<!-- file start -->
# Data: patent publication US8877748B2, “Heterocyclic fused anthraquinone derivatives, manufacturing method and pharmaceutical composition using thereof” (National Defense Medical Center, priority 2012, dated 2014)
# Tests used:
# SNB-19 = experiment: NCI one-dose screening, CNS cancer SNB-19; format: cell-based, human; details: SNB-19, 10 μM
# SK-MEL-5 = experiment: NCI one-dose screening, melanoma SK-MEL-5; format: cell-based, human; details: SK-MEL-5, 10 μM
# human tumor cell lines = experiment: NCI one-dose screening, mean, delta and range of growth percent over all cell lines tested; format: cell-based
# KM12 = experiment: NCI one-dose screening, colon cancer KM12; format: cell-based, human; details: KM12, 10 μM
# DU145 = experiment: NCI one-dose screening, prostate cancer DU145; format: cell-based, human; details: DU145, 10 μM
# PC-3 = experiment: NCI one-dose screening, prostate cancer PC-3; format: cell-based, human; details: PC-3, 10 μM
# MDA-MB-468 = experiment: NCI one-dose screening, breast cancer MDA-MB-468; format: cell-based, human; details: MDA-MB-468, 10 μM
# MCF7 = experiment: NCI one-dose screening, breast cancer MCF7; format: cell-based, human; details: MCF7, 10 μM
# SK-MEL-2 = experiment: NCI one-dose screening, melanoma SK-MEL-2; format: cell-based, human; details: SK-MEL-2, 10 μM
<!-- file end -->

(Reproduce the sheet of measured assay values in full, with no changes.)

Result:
# Data: patent publication US8877748B2, “Heterocyclic fused anthraquinone derivatives, manufacturing method and pharmaceutical composition using thereof” (National Defense Medical Center, priority 2012, dated 2014)
# Tests used:
# SNB-19 = experiment: NCI one-dose screening, CNS cancer SNB-19; format: cell-based, human; details: SNB-19, 10 μM
# SK-MEL-5 = experiment: NCI one-dose screening, melanoma SK-MEL-5; format: cell-based, human; details: SK-MEL-5, 10 μM
# human tumor cell lines = experiment: NCI one-dose screening, mean, delta and range of growth percent over all cell lines tested; format: cell-based
# KM12 = experiment: NCI one-dose screening, colon cancer KM12; format: cell-based, human; details: KM12, 10 μM
# DU145 = experiment: NCI one-dose screening, prostate cancer DU145; format: cell-based, human; details: DU145, 10 μM
# PC-3 = experiment: NCI one-dose screening, prostate cancer PC-3; format: cell-based, human; details: PC-3, 10 μM
# MDA-MB-468 = experiment: NCI one-dose screening, breast cancer MDA-MB-468; format: cell-based, human; details: MDA-MB-468, 10 μM
# MCF7 = experiment: NCI one-dose screening, breast cancer MCF7; format: cell-based, human; details: MCF7, 10 μM
# SK-MEL-2 = experiment: NCI one-dose screening, melanoma SK-MEL-2; format: cell-based, human; details: SK-MEL-2, 10 μM